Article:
By Timothy Keller
Great book about finding purpose and making a difference through work- whatever our work may be. It was highly encouraging to consider how each of us are called by God to make a difference in the big and small things, every day as we work.
“…the Christian faith gives us a new and rich conception of work as partnering with God in his love and care for the world.”
Work of Heart: Understanding How God Shapes Spiritual Leaders
By Reggie McNeal
This was filled with good reminders and questions for becoming a spiritual leader. To be a good leader is more that just having a gift of leadership, it is something we become over time from a changed heart.
“The capacity to see God at work in the common things of life is the hallmark of great spiritual leadership.”
Liturgy of the ordinary
By Trish Harrison Warren
I knew I was going to like this book with the ordinary pb&j sandwich on the front. I like things that help me to think about Jesus in the everyday moments of life. This is a good book for taking some extended time with the Lord or for a Sabbath.
“We have lost our capacity to see wonders where true wonders lie.”
Quiet: The Power of the introvert in a world that can’t stop talking.
By Susan Cain
See Brian’s list below for a description.
“Use your natural powers—of persistence, concentration, insight, and sensitivity—to do work you love and work that matters. Solve problems, make art, think deeply.”
The Happiness Effect: How Social Media is Driving a Generation to Appear Perfect at Any Cost
By Donna Freitas
This was a very helpful and informing book as I lead others in a different generation. There is a lot I could say from this book- but I wonder how we will one day look back at the early years of social media.
“I think that being in constant contact with the world sometimes is overwhelming, … so it’s nice to be unreachable for a little bit.”
Just for Fun
Messy Beautiful Friendship: Finding and Nurturing Deep and Lasting Relationships
By Christine Hoover
Thanks to my dear friend Amy for this book:) Real friendship is much more than that “one best friend” or the 100 good friends. The best relationships are ones In which we look to Jesus and choose to love well those right before us.
“Self-preoccupation that hinders initiation is, simply put, a major hindrance to friendship.”
A Wrinkle In Time
By Madeleine L’Engle
A science fiction and fantasy classic that I felt was time to read before the new movie came out. The movie changes quite a bit- taking out parts that I think make the book distinct and clever. I enjoyed the book but not the movie so much.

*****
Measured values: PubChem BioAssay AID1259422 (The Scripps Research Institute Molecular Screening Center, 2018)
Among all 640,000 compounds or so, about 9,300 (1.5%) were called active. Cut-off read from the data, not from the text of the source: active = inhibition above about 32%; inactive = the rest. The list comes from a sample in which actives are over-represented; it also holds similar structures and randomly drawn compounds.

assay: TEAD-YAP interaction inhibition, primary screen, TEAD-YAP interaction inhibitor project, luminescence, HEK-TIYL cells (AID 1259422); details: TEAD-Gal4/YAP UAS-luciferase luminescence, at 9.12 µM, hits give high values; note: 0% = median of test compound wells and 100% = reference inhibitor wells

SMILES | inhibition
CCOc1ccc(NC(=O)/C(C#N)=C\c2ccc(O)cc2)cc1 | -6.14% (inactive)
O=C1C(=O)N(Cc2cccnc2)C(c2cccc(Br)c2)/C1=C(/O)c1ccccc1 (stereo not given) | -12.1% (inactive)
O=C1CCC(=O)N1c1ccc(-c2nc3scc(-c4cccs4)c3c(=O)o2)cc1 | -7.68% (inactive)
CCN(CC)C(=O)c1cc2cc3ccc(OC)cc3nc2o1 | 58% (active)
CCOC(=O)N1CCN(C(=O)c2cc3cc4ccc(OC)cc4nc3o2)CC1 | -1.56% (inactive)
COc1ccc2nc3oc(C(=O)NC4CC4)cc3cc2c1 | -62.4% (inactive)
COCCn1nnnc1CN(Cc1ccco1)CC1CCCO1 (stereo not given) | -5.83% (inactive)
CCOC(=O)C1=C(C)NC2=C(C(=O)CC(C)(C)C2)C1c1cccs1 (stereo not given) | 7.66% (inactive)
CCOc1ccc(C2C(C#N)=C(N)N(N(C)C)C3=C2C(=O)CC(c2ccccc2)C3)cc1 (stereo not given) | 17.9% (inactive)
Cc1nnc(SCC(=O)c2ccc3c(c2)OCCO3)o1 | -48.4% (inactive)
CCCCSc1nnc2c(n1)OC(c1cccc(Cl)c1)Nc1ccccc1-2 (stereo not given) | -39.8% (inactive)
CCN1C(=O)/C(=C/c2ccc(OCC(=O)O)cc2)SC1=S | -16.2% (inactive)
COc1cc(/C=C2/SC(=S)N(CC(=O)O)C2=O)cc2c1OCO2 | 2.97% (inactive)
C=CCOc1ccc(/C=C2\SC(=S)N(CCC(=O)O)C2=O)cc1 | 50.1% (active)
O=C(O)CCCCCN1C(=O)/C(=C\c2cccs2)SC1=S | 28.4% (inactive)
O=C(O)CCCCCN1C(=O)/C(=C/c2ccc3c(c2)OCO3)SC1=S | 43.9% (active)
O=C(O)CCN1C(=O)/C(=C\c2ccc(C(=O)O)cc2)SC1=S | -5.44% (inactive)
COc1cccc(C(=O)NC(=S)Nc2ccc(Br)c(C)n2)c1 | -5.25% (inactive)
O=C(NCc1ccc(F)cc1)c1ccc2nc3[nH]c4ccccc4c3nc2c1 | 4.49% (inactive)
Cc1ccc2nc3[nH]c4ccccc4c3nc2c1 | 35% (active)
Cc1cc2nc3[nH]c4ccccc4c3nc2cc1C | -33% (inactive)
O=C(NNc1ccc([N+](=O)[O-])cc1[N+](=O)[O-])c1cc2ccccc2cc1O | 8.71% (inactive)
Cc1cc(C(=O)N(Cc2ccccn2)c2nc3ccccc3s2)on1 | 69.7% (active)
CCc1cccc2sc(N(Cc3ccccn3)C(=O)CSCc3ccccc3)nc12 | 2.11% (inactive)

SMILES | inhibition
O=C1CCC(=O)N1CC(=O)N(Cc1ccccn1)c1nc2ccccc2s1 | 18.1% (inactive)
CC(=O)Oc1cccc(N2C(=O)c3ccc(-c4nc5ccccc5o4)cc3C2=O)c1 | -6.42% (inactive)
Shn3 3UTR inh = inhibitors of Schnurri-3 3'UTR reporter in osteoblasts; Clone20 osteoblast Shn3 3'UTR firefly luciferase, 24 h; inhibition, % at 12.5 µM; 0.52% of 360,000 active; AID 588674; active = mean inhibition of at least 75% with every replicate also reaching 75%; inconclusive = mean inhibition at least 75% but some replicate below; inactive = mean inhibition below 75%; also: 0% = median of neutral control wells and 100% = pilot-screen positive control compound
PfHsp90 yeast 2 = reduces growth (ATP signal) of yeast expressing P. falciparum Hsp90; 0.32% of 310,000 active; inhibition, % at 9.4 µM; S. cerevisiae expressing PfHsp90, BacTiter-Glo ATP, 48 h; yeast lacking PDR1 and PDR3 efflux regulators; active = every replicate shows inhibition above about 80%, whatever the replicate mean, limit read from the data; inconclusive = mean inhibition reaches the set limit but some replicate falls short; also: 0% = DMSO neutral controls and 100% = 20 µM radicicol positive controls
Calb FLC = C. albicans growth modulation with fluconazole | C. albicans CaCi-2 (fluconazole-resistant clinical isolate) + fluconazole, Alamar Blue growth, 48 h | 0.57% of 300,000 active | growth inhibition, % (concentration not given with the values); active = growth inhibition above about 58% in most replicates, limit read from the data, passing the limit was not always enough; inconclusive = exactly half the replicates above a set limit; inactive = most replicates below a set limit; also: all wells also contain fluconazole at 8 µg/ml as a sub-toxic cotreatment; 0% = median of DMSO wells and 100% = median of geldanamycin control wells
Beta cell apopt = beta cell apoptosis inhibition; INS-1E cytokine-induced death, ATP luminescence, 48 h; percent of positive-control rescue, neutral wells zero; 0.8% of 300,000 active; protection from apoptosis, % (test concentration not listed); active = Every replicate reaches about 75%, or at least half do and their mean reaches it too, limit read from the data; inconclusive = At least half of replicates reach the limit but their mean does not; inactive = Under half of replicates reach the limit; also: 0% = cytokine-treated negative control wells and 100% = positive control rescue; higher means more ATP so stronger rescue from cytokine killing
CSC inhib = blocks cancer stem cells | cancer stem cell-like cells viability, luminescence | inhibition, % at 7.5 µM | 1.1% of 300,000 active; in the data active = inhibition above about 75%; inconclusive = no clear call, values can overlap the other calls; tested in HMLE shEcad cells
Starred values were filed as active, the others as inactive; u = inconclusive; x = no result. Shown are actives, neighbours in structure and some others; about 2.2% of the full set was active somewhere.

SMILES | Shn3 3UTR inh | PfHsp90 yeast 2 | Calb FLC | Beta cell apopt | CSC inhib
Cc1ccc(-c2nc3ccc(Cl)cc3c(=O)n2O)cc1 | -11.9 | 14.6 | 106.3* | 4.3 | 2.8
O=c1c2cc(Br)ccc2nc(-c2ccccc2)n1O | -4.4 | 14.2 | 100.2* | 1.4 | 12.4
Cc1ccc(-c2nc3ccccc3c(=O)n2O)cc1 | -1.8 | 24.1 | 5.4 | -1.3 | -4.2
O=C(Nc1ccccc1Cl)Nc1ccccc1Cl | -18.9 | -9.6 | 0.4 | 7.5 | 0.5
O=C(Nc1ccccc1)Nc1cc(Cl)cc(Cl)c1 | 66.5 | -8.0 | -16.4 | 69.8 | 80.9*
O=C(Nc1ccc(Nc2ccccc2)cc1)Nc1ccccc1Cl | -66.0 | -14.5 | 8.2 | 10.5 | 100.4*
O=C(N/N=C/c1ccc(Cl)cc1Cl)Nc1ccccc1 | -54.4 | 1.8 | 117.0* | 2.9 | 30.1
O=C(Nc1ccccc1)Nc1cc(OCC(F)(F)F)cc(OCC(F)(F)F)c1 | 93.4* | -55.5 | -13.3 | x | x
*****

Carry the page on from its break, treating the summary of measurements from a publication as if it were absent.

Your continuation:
“I do not know everything; still many things I understand.”
A Gentleman in Moscow
By Amor Towles
Having spent a year in Russia, I found this novel especially enjoyable. The author humorously and cleverly depicts Soviet era Russia. Even if you never set a foot in Russia, this novel will not disappoint!
“If a man does not master his circumstances then he is bound to be mastered by them.”
Brian’s Top 6 From 2018!
( I feel like I need a drum roll….)
By Susan Cain.
As someone who leans to the more introverted side of the scale, I found this book affirming of the value introverts play as leaders and on teams. It was also helpful to think how I can contribute best in various settings. It also is helpful in thinking about each person’s contribution and what we look for in leaders. It’s ok to not be super outgoing!
The Blood of Emmett Till
By Timothy Tyson
This book looks at a Mississippi murder that helped spark the civil rights movement. It is an important part of our national heritage and the racial issues we are still facing today.
By Upton Sinclair
I listened to this classic early in the year. It is set in the meat packing industry in Chicago which treated the workers like the animals being slaughtered. An interesting element was the way race played into it. As each wave of new immigrants came, the pressure increased on the workers- lower wages, worse conditions, unfair housing contracts,… Germans, Irish, Poles, Lithuanians each group was taken advantage of and mistreated because of race. Then the southern blacks are brought in and they are treated worse still. These are not new issues and there are on going problems that remain with us now in housing, education, employment,…
Where the Conflict Really Lies
By Alvin Plantinga